China city checks complainers into mental hospital

BEIJING (Reuters) - Authorities in eastern China have found a creative way to deal with residents with complaints -- checking them into a mental hospital and force-feeding them drugs, local media reported on Monday, citing victims.

Authorities in Xintai, a municipal region in eastern Shandong province, had forced at least 18 people with grievances, ranging from police brutality to property disputes, into a local mental hospital, the Beijing News said.

Chinese residents with complaints directed at local governments often travel to “petitions and appeals” offices (also called “letters and visits” offices) in provincial capitals and in Beijing after failing to get redress through lower channels.

Local governments, fearing embarrassment, often send police and other officials to intercept them and forcefully take them back to their home villages.

Sun Fawu, a 57-year-old retired miner from Dagouqiao village in Xintai, was force-fed drugs and injections during a more than 20-day stay at the Xintai Mental Health Hospital in October, the paper said.

“My head was always dizzy and I could not stay up,” the paper quoted Sun as saying. He had campaigned for years to get compensation for spoiled farm land and housing stemming from coal mining near his village.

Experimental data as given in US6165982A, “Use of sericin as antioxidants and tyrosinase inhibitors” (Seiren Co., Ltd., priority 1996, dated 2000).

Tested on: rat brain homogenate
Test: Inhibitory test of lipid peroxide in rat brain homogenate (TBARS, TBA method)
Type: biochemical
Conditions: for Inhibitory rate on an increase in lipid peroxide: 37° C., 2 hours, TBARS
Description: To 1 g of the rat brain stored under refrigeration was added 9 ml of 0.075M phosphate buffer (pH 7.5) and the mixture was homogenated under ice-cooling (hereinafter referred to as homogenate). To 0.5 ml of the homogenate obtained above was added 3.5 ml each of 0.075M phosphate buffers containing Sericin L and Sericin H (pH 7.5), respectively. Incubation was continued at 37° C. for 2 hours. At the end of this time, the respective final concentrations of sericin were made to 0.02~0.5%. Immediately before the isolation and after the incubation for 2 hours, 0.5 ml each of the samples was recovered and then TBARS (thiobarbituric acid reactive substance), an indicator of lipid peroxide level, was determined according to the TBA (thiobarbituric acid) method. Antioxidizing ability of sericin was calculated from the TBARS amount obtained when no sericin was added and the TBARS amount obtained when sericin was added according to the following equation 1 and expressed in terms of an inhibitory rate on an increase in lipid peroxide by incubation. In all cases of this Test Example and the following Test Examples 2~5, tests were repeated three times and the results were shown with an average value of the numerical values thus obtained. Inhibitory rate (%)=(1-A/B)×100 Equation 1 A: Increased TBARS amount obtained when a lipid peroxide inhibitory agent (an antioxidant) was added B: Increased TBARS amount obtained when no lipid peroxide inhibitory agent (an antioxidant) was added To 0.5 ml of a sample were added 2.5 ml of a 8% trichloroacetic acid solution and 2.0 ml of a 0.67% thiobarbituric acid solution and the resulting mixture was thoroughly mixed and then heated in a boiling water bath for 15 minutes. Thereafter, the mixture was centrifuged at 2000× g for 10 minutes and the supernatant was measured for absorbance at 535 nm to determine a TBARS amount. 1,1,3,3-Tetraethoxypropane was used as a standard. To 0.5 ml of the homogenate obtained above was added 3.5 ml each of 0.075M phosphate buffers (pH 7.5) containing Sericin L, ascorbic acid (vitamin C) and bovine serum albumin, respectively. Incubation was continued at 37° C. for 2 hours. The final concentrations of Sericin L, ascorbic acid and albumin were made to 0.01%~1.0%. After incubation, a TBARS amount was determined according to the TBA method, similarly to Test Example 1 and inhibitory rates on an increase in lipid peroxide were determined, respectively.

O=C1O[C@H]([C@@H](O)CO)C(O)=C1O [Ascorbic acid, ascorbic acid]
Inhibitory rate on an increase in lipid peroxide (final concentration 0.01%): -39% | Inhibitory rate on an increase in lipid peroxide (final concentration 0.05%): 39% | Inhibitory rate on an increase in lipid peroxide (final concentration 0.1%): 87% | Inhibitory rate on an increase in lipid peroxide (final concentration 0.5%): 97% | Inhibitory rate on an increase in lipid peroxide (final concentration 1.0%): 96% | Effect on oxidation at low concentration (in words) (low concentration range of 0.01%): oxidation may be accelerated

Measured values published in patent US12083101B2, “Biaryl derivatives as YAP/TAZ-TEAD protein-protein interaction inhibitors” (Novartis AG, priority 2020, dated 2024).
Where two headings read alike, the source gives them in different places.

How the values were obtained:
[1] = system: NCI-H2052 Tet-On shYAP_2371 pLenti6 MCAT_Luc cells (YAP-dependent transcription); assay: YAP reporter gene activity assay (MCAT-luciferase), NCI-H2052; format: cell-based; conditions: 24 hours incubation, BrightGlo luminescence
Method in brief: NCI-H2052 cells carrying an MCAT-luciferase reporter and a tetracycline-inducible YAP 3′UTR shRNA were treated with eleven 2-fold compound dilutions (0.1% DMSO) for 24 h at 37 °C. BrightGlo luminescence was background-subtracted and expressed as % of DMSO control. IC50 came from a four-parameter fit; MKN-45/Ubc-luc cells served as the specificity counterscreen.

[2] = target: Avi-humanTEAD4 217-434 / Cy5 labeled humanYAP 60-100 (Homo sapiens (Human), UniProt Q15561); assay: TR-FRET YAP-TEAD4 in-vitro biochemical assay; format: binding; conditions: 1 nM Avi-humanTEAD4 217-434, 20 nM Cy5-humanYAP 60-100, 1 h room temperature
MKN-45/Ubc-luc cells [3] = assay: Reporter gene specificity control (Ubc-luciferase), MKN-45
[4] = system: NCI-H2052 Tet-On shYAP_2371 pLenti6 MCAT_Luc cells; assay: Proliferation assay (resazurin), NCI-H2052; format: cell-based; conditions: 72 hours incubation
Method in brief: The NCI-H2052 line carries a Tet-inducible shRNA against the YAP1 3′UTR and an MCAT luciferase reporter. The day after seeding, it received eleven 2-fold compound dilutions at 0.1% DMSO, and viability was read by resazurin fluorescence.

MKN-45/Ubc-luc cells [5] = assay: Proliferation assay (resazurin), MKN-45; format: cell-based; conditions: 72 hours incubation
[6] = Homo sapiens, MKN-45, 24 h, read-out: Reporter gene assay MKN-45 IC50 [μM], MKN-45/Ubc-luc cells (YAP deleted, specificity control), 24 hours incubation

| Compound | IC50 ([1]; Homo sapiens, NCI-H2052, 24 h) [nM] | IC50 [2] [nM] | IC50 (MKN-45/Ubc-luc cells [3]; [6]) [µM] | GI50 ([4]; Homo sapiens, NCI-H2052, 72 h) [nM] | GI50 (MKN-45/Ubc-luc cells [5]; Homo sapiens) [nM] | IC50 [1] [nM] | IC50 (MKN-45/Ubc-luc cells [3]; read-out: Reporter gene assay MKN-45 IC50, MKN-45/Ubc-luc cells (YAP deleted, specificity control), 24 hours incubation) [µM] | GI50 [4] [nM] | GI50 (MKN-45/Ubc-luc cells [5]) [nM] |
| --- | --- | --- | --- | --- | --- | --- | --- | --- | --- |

Sun was released only after he signed a document saying he was mentally ill and “would not petition again,” the paper said.

Lao Shi, an 84-year-old retiree from Tianbao township, was sent directly to hospital in 2006 after traveling to Beijing to complain about a local property dispute.

The former public servant counted 18 petitioners in over two years there, a list corroborated by Wu Yuzhu, the hospital’s director.

“The hospital also has its misgivings,” Wu told the paper, saying that it was under pressure to take petitioners, some of whom would arrive escorted by police.

Checking petitioners into the hospital was in part a matter of hard-boiled economics, a local official said, given cash-strapped local governments could ill afford to chase petitioners to Beijing and other places.

“Every time we have to send three or five people to Beijing, and pay their food and accommodation, it’s not a matter of pennies,” the paper quoted Chen Jianfa, assistant to the head of Quangou township in Xintai, as saying

Officials contacted at the publicity office of Xintai municipal government and its petitions office refused to comment on the report.

A notice posted on the website of the Xintai petitions office ( dated November 9 urged officials to identify mentally ill petitioners.

“Show care for mentally ill petitioners, help them to get legal evaluation, and send those not in a sound mind to hospital for treatment,” the notice said.

An Shizhi, head of the letters and visits office in Quangou township, said local officials were under pressure to keep petitioner numbers down.

“If petitioners bypass local authorities, the head of both the (Communist) Party and government get punished,” An said.

Reporting by Ian Ransom; Editing by Nick Macfie